When I think everyone could have a different -- even with the same understanding of the factual differences between the exercises in Europe and the exercises in the U.S., different folks could have different views on the materiality of that. I sometimes compare this to what the regulatory context during the financial crisis. And at that point, of course, there wasn't the same opportunity for coordination, right? Everybody had to move pretty quickly. And of course, there was coordination, but you didn't have this kind of group like the NGFS. You didn't have these sort of years of developing recommendations beforehand.

And so while different jurisdictions at the time had stress tests that they applied, those stress tests look different. Some were a little more centrally run versus distributed. Those -- there are kind of a lot of differences on that front, I think. And by comparison, my own view is that this is more coordinated and a little bit more consistent. The scenarios, for example, that everyone is using largely come from the NGFS, right, and that helps.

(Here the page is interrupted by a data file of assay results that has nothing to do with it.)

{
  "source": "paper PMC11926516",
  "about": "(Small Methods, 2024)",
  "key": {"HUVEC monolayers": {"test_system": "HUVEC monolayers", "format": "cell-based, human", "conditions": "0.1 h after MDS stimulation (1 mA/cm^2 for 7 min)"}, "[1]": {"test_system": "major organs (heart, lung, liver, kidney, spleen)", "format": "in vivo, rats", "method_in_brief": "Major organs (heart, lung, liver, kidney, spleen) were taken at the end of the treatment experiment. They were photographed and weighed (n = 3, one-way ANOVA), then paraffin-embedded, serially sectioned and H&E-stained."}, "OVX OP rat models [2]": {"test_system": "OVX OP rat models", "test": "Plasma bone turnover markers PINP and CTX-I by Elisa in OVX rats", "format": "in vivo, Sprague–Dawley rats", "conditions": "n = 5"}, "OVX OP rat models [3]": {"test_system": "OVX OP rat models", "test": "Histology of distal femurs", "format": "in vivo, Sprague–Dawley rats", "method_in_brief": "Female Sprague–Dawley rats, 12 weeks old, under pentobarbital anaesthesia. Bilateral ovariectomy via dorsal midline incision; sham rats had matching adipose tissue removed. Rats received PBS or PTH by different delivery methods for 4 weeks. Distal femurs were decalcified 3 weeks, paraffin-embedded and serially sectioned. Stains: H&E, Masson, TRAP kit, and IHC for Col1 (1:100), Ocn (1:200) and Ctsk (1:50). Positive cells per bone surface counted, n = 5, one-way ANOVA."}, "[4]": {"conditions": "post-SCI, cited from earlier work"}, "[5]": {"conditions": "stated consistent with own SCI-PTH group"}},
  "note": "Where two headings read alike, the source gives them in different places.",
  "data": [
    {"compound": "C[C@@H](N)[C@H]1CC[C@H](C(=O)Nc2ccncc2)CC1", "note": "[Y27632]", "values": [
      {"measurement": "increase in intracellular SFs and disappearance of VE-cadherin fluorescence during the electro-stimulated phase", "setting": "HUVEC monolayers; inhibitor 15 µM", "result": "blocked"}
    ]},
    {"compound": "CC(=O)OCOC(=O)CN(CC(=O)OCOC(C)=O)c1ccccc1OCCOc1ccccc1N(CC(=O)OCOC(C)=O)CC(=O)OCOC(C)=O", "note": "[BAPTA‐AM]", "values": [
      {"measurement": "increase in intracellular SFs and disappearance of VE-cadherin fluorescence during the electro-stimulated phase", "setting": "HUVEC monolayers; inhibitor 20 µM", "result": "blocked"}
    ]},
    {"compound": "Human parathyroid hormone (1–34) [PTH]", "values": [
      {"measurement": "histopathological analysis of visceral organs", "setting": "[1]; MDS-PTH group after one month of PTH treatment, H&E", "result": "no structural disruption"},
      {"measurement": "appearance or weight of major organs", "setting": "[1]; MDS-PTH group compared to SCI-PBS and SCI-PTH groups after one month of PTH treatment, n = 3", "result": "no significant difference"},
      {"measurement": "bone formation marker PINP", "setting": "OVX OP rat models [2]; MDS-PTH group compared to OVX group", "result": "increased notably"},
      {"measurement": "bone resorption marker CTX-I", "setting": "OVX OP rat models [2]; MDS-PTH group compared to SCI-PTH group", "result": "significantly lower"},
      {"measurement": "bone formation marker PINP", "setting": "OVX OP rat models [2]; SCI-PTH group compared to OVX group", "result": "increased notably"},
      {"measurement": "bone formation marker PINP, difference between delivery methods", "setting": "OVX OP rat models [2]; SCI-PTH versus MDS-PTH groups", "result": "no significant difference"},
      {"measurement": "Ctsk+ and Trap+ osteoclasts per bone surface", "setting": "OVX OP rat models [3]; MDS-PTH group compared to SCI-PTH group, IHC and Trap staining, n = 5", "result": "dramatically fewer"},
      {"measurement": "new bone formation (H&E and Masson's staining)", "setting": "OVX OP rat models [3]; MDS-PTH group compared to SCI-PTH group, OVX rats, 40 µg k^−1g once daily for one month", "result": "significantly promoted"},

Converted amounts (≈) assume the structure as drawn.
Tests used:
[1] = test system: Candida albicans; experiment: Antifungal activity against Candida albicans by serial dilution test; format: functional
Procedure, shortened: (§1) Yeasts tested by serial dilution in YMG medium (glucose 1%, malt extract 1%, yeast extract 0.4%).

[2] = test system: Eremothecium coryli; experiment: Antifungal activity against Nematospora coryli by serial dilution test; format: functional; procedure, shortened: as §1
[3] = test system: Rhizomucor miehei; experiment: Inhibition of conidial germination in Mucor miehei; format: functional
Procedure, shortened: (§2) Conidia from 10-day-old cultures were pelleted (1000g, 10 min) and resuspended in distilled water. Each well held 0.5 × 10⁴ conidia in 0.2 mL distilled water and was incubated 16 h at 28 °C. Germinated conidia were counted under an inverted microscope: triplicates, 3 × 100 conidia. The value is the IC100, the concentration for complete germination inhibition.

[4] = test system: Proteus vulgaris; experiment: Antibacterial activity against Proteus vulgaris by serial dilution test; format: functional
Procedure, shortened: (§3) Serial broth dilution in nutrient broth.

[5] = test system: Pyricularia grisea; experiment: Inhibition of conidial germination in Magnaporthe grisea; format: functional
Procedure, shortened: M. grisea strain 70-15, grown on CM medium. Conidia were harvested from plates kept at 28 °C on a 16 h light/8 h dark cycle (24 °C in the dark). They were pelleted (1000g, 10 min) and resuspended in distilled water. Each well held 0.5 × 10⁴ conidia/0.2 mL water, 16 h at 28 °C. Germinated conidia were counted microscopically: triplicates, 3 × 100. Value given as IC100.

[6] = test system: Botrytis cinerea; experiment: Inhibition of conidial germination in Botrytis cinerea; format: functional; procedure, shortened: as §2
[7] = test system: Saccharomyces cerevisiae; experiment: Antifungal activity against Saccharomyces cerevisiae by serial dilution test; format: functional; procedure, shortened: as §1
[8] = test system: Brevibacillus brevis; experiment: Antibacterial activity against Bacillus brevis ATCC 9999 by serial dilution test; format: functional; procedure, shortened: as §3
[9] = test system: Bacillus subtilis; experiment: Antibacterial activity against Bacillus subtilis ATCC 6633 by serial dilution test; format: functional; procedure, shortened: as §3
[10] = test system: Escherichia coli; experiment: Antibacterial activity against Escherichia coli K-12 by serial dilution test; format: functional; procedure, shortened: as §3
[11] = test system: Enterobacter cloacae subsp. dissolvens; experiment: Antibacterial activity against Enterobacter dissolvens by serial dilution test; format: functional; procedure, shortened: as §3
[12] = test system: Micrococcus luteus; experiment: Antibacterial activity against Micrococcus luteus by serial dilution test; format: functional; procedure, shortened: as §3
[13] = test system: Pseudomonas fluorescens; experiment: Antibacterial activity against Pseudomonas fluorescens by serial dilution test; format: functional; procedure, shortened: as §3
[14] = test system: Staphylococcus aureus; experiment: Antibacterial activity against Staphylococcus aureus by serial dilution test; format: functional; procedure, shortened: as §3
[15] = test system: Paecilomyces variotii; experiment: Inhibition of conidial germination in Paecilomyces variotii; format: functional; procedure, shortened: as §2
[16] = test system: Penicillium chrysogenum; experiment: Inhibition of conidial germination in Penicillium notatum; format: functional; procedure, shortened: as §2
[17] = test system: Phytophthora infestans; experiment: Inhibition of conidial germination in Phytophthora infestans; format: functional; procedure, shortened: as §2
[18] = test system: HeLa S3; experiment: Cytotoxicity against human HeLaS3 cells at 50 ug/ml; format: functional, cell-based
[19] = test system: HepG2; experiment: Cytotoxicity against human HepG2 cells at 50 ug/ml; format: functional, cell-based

Yashi Yadav

Okay. Yes. No, that definitely makes a lot of sense. So I guess switching gears a little bit here, I am curious taking all of this into a much broader context. What are some of the opportunities in the space that exists for financial institutions? And then we can jump into the flip side in terms of what are some of those challenges.

Ilya Khaykin